With IMO 2020 just around the corner, the shipping industry must already have a plan to comply. However, despite the fact that we are just two months away from this groundbreaking regulation for maritime, there is increased uncertainty regarding compliant fuel oil availability worldwide. In such case, companies should have a plan to deal with such unavailability, with the answer might lying in the Fuel Oil Non-Availability Report (FONAR).
reducing shipping emissions
During Interferry’s annual conference, the participants discussed the shipping industry and its environmental footprint, focusing on its actions in tackling climate change and the potential to transform every aspect of the ferry industry.
On Monday, October 21, French energy major, Total, signed a shareholders’ agreement with Chinese state-owned Zhejiang Energy Group (ZEG) establishing a joint venture company dedicated to the supply and delivery of marine fuels in the region of Zhoushan, China.
The UK did not accept the latest recommendation from the Committee on Climate Change (CCC) to fully include shipping emissions under the UK Climate Change Act. The government said that emissions from international journeys should be addressed based on UN agreements.
Shipping companies that operate itinerant merchant vessels, known as tramps, are worried about finding fuel to comply with the upcoming 2020 sulphur cap, Guy Platten, secretary general of the ICS, told Reuters. The tramp sector, it will account for around 40% of global demand for compliant low sulphur fuels, the ICS says.
Boskalis and biofuels supplier GoodFuels will advance the ‘Boskalis on Bio’ program for testing sustainable bio-fuel oil. After successful tests with ‘drop-in’ blends of light biofuel and marine gas oil, Boskalis’ Willem van Oranje will be the first dredging vessel in the world to operate on 100% biofuel oil.
During a green inland shipping event that took place on 16 October, five innovative vessels called at the Port of Brussels to show technological solutions for cutting CO2 and air emissions to a minimum. These included zero-emission technologies, such as battery-electric, gas-electric, ultra clean biofuel power drive-trains and hydrogen.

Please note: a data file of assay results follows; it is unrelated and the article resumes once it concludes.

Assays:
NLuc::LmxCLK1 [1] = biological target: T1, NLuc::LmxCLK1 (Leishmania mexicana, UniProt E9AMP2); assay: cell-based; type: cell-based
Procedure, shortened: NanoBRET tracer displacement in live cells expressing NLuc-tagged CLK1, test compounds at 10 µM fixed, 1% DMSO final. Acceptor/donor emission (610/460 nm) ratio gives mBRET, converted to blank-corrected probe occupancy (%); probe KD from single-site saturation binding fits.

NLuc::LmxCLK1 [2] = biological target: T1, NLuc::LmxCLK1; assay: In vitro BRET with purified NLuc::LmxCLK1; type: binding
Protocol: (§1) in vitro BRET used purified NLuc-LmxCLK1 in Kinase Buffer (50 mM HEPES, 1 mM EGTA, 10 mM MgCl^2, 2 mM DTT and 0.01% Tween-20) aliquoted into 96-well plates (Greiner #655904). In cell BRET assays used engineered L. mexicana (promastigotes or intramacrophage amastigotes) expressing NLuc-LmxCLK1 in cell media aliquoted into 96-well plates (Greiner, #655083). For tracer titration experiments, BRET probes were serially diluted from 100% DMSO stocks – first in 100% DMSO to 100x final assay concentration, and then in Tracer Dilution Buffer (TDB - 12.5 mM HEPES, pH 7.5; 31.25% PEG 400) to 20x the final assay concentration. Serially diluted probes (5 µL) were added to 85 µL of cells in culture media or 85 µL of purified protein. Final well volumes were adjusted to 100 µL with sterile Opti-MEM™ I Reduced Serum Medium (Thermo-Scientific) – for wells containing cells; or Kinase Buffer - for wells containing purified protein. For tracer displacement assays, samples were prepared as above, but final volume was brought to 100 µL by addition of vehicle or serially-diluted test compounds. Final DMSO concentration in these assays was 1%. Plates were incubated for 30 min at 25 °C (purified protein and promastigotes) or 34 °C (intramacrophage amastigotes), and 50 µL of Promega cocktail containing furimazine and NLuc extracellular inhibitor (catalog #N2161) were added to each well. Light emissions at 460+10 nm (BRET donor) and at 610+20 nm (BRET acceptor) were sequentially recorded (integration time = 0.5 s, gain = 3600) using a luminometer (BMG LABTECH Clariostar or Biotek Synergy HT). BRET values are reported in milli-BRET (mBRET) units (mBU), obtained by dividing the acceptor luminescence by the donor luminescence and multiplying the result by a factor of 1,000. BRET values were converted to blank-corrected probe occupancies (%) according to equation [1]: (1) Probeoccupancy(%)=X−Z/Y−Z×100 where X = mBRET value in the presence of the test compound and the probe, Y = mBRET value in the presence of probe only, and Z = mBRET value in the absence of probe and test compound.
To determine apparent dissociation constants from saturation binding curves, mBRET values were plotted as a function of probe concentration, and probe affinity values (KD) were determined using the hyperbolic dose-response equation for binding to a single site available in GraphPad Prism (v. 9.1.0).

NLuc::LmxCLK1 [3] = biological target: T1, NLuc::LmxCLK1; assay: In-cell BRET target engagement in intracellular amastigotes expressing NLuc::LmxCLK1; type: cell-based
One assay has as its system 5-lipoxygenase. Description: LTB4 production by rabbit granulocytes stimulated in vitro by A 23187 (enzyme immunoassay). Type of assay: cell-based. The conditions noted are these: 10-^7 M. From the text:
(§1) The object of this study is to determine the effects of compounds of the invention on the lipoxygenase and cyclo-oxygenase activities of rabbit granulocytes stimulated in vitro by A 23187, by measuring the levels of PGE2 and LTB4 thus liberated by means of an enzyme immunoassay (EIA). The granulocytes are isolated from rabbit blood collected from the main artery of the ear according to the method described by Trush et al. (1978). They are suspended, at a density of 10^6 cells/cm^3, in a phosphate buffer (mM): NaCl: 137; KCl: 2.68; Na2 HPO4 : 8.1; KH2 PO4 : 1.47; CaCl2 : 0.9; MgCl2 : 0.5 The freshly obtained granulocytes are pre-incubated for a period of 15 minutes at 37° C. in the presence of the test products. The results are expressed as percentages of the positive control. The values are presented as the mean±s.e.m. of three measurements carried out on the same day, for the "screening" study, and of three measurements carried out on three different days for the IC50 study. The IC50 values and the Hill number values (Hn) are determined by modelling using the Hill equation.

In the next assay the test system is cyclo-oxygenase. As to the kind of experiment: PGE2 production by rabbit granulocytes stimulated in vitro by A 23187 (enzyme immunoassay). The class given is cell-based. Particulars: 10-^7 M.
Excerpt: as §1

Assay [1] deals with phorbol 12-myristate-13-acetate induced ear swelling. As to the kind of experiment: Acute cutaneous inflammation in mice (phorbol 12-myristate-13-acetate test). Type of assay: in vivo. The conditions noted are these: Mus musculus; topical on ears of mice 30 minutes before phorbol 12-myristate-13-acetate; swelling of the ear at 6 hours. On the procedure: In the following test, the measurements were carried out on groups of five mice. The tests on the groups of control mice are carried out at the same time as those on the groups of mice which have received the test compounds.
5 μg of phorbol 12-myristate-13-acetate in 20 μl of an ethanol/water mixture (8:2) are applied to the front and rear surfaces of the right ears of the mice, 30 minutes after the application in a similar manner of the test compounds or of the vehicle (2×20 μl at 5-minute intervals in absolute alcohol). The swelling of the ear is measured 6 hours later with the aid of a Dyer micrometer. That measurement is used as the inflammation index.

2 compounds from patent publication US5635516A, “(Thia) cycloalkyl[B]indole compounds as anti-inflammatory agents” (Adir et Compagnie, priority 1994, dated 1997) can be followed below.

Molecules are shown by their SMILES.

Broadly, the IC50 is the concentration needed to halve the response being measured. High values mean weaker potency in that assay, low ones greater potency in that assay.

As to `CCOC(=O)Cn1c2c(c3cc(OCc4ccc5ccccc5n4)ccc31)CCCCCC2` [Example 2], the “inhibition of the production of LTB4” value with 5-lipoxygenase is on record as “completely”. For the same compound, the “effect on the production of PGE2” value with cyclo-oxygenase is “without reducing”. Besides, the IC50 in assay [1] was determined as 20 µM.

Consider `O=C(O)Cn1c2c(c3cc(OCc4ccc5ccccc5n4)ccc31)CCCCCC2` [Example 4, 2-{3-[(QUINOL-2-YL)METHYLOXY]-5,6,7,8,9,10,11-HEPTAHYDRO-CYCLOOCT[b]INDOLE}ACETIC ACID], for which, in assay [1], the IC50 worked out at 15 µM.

In line with IMO’s Initial Strategy for decarbonization of shipping, Greece has come forward with a concrete proposal for a short-term, prescriptive measure to improve the operational energy efficiency of existing ships, to be considered at the forthcoming meeting of the IMO’s intersessional technical group in November.
Key cruise ship companies operating in French waters joined forces to limit air pollution caused by their vessels. The measures agreed include use of shore power and low-polluting fuel when maneuvering in harbors, as well as other measures to reduce emissions.
A global network of maritime technology cooperation centres has completed an array of pilot projects over the last three years, aiming to drive forward the changes which are necessary to reduce GHG emissions from shipping.
SOLAS 2020 Amendments: An overview23/10/2019
First oil from Johan Sverdrup reaches Mongstad23/10/2019
Declined quarterly global cargo volumes for DP World23/10/2019
- Maritime Knowledge
Do you know why FONAR is needed from 2020 and onwards?23/10/2019
Unmanned vessel completes first east to west voyage of Atlantic23/10/2019
Exxonmobil goes to trial for misleading investors on climate change costs23/10/2019
Refineries unable to receive crude oil at Malaysia's Port Dickson23/10/2019
Watch: First hydrogen offshore platform pilot explained23/10/2019
Essar Ports reports 20% cargo growth23/10/2019
US announces $17 million for offshore wind projects23/10/2019